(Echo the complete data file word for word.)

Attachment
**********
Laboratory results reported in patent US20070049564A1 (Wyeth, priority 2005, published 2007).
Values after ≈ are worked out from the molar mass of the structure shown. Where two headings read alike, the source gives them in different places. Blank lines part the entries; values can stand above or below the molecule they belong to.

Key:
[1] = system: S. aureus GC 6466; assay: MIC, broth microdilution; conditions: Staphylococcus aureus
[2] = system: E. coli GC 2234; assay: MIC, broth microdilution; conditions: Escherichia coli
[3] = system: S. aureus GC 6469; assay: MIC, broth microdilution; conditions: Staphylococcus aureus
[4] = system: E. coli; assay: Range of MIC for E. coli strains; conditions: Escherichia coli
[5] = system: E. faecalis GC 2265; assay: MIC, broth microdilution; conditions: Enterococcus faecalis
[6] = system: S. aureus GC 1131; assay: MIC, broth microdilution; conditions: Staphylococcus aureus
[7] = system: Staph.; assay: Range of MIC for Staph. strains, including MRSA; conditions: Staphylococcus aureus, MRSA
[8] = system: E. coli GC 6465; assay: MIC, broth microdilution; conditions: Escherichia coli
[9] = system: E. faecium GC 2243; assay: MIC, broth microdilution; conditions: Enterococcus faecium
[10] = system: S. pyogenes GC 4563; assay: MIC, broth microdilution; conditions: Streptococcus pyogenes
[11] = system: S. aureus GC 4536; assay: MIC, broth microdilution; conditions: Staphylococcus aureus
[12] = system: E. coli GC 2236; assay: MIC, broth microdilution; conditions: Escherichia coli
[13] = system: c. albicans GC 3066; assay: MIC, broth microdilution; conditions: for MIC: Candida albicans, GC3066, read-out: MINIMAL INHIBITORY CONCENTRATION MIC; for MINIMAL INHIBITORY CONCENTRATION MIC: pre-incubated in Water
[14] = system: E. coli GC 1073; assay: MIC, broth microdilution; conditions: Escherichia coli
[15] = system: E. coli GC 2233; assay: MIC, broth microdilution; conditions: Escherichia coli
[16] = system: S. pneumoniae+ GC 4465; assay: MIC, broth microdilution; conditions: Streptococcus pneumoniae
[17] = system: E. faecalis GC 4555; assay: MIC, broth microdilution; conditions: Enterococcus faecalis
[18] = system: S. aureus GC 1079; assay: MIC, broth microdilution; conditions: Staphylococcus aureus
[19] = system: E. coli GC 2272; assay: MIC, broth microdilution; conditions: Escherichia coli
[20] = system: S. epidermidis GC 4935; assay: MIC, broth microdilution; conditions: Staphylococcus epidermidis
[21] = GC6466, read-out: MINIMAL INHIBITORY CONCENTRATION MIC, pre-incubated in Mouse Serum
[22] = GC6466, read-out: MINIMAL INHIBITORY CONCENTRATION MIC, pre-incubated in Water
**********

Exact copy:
Laboratory results reported in patent US20070049564A1 (Wyeth, priority 2005, published 2007).
Values after ≈ are worked out from the molar mass of the structure shown. Where two headings read alike, the source gives them in different places. Blank lines part the entries; values can stand above or below the molecule they belong to.

Key:
[1] = system: S. aureus GC 6466; assay: MIC, broth microdilution; conditions: Staphylococcus aureus
[2] = system: E. coli GC 2234; assay: MIC, broth microdilution; conditions: Escherichia coli
[3] = system: S. aureus GC 6469; assay: MIC, broth microdilution; conditions: Staphylococcus aureus
[4] = system: E. coli; assay: Range of MIC for E. coli strains; conditions: Escherichia coli
[5] = system: E. faecalis GC 2265; assay: MIC, broth microdilution; conditions: Enterococcus faecalis
[6] = system: S. aureus GC 1131; assay: MIC, broth microdilution; conditions: Staphylococcus aureus
[7] = system: Staph.; assay: Range of MIC for Staph. strains, including MRSA; conditions: Staphylococcus aureus, MRSA
[8] = system: E. coli GC 6465; assay: MIC, broth microdilution; conditions: Escherichia coli
[9] = system: E. faecium GC 2243; assay: MIC, broth microdilution; conditions: Enterococcus faecium
[10] = system: S. pyogenes GC 4563; assay: MIC, broth microdilution; conditions: Streptococcus pyogenes
[11] = system: S. aureus GC 4536; assay: MIC, broth microdilution; conditions: Staphylococcus aureus
[12] = system: E. coli GC 2236; assay: MIC, broth microdilution; conditions: Escherichia coli
[13] = system: c. albicans GC 3066; assay: MIC, broth microdilution; conditions: for MIC: Candida albicans, GC3066, read-out: MINIMAL INHIBITORY CONCENTRATION MIC; for MINIMAL INHIBITORY CONCENTRATION MIC: pre-incubated in Water
[14] = system: E. coli GC 1073; assay: MIC, broth microdilution; conditions: Escherichia coli
[15] = system: E. coli GC 2233; assay: MIC, broth microdilution; conditions: Escherichia coli
[16] = system: S. pneumoniae+ GC 4465; assay: MIC, broth microdilution; conditions: Streptococcus pneumoniae
[17] = system: E. faecalis GC 4555; assay: MIC, broth microdilution; conditions: Enterococcus faecalis
[18] = system: S. aureus GC 1079; assay: MIC, broth microdilution; conditions: Staphylococcus aureus
[19] = system: E. coli GC 2272; assay: MIC, broth microdilution; conditions: Escherichia coli
[20] = system: S. epidermidis GC 4935; assay: MIC, broth microdilution; conditions: Staphylococcus epidermidis
[21] = GC6466, read-out: MINIMAL INHIBITORY CONCENTRATION MIC, pre-incubated in Mouse Serum
[22] = GC6466, read-out: MINIMAL INHIBITORY CONCENTRATION MIC, pre-incubated in Water